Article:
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Author Sierro, A., & Erhardt, A. doi  openurl
  Title Light pollution hampers recolonization of revitalised European Nightjar habitats in the Valais (Swiss Alps) Type Journal Article
  Year 2019 Publication Journal of Ornithology Abbreviated Journal  
  Volume Issue Pages  
  Keywords Animals; Conservation  
  Abstract Increasing light emissions caused by human activities have been recognized as a major threat for nocturnal animals. In Switzerland, the European Nightjar is a rare bird, decreasing in numbers since the 1970s, and is therefore highly threatened. The last breeding population occurs in the canton Valais. Initial expert-based conservation measures on formerly inhabited breeding sites were successful until 2000, however recent additional measures have failed. Nightjars are highly sensitive to light due to their special retina adapted to living in semi-darkness. We hypothesized that food availability, mainly moths, is not a critical limiting factor, but that artificial light emissions prevent successful foraging as well as recolonizing revitalised breeding habitats of the nightjar. To test this hypothesis, we used light trapping data of moths from the last 30 years to evaluate food availability and compared light emission on abandoned versus still-occupied breeding sites. Abundance of larger moths did not change significantly over the last 30 years, and smaller moths even increased in abandoned as well as in still-occupied nightjar habitats. However, light emission was two to five times higher in abandoned compared to still-occupied sites. These results suggest that increasing light emission during recent decades has exceeded tolerable levels for this highly specialized night bird. Authorities of the canton Valais should therefore order a reduction in light emission near nightjar habitats by replacing bulbs currently in use with customized LED or broad-spectrum lamps low in white and blue light, and assign remaining nightjar habitats as areas of complete nocturnal darkness, thereby also protecting other threatened nocturnal animals, including moths.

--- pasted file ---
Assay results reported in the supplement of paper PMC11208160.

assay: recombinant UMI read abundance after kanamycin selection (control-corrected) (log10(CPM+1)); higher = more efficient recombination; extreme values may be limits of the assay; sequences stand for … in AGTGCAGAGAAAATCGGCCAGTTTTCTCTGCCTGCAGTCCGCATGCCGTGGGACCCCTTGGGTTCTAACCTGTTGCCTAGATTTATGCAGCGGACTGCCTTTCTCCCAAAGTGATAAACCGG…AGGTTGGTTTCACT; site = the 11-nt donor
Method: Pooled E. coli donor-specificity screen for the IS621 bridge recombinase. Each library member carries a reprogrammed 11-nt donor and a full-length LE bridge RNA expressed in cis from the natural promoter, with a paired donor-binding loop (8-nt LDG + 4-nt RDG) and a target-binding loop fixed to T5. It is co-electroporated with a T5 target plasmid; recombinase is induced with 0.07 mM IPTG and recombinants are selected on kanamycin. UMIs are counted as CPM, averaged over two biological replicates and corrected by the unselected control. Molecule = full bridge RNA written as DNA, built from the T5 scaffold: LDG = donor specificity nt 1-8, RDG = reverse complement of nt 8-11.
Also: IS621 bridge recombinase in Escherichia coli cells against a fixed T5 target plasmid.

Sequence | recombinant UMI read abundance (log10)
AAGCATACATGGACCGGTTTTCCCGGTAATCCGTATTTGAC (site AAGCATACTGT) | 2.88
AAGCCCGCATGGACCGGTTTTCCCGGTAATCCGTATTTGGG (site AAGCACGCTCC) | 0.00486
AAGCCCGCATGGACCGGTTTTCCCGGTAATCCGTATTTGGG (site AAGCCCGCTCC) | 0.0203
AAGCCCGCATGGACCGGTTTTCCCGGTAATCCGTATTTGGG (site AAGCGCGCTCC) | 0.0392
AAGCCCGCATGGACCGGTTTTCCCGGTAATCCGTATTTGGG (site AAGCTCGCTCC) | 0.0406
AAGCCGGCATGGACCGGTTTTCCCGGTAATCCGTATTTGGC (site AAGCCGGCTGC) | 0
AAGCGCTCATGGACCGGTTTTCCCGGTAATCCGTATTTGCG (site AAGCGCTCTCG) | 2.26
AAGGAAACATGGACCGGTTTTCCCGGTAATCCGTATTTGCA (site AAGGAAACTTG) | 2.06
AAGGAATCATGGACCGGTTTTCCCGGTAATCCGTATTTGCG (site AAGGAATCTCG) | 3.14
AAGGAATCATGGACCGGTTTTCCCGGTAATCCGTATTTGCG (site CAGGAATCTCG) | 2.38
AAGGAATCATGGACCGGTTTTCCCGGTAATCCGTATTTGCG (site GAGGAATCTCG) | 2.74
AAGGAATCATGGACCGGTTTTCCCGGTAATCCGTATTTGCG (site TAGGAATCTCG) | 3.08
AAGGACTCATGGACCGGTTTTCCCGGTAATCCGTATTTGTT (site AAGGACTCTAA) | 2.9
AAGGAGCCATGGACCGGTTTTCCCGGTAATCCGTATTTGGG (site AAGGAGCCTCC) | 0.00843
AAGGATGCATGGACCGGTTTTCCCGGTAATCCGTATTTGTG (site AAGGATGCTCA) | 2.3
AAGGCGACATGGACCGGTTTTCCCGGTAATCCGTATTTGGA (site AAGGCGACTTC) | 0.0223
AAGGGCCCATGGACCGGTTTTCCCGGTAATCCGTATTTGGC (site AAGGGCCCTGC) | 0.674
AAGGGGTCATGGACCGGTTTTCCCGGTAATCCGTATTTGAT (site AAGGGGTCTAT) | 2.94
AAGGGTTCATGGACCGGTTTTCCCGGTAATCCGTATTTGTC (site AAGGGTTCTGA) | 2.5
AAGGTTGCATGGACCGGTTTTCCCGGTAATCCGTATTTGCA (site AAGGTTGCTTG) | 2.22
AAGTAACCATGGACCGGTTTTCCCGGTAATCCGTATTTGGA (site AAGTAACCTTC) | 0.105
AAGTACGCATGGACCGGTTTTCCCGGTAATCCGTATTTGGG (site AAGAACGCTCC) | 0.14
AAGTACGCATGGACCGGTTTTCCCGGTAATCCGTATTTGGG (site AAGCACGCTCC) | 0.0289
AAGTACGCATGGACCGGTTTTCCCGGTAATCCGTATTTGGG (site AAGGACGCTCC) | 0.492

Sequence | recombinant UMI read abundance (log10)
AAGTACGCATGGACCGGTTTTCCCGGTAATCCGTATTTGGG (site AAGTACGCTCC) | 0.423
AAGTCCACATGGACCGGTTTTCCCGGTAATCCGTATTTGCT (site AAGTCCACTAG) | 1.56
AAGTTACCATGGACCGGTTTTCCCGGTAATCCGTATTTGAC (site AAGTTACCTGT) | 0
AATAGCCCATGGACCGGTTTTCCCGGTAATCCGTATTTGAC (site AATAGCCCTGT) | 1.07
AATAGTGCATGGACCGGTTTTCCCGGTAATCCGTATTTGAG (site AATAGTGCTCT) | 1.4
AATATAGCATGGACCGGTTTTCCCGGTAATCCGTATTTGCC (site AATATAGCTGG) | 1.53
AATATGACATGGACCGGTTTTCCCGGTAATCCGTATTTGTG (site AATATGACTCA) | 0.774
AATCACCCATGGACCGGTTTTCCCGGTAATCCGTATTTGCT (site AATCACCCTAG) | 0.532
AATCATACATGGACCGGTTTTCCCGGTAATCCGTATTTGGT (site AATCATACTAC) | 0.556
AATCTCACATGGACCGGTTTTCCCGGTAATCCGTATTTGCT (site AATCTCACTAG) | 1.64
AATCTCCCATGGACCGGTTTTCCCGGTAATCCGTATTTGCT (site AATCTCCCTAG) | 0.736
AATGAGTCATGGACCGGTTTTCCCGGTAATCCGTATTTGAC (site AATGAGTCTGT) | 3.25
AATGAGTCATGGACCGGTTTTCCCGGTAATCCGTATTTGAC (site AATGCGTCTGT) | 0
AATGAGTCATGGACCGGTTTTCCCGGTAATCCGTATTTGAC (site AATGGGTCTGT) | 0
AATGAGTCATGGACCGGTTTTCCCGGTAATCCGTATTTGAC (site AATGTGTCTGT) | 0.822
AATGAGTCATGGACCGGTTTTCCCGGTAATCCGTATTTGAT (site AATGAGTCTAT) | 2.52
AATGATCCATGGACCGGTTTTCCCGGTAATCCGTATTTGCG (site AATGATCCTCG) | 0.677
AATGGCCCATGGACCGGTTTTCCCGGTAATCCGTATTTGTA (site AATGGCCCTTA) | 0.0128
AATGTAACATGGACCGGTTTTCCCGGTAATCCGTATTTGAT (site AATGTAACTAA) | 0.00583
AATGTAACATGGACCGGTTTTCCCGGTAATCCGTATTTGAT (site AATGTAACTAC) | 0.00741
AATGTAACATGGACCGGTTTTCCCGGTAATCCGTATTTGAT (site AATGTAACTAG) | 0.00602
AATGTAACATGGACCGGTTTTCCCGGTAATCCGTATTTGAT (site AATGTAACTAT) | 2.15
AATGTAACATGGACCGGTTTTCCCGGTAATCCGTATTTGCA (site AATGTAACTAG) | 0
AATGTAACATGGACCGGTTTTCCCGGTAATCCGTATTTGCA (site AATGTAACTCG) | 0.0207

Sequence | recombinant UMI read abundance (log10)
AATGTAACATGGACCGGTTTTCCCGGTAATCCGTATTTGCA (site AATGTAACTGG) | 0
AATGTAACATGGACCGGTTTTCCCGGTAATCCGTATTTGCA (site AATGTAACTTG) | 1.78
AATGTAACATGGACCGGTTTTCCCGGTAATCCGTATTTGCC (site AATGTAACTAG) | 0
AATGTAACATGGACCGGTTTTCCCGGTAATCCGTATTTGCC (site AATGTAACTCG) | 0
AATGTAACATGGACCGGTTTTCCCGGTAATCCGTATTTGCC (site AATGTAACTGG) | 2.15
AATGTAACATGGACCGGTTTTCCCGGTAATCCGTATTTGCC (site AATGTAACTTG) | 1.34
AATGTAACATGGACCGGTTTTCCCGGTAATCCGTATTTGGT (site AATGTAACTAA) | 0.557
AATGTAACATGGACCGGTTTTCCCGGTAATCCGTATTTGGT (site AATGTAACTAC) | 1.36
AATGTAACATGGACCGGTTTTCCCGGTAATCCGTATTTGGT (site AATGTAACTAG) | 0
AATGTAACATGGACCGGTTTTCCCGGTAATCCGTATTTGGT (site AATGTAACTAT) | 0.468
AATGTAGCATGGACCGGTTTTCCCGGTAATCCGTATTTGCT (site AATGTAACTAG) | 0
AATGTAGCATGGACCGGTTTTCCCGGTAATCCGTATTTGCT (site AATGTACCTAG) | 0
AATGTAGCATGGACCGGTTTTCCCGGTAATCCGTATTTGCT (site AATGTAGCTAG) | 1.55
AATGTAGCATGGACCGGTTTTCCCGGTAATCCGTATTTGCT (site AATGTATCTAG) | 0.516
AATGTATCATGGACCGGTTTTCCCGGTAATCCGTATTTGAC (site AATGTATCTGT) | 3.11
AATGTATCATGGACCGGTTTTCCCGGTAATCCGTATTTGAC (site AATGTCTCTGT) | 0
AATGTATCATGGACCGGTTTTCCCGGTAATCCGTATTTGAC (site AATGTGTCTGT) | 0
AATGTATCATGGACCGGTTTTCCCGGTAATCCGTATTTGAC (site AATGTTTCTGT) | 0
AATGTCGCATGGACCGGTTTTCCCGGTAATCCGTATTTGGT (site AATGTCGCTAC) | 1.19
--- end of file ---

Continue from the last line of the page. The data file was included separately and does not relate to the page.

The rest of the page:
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  Call Number IDA @ intern @ Serial 2300  
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Author Jørgensen, L. D., Tambo, T., & Xydis, G. doi  openurl
  Title An efficiency evaluation of radar‐based obstruction lights controlling at a wind turbine test site Type Journal Article
  Year 2019 Publication Wind Energy Abbreviated Journal  
  Volume 22 Issue 4 Pages  
  Keywords Lighting; Public Safety; Planning  
  Abstract In this study, an obstruction lights controlling (OLC) system based on a Terma SCANTER 5000 radar has been installed at a test centre for large wind turbines. The objective of this study was to evaluate the efficiency of the OLC system and to improve this efficiency by introducing new technological features. Once the first assessment had been carried out, new software with improved tracking functionalities was installed to the radar. With the new software, a second assessment was made to compare the new performance to the old one. To analyse the tracks, geographic information system (GIS) tools have been used. A new MATLAB script was developed to automate the assessment as well as to gather data on the tracks. These data sets were used to improve the system performance by introducing a radar cross section (RCS)/speed filter. The outcome of the study is a filter that can be implemented on the radar system to improve the efficiency of the system and reduce the time that obstruction lights need to be on for by 62.59%, without compromising the integrity of the system.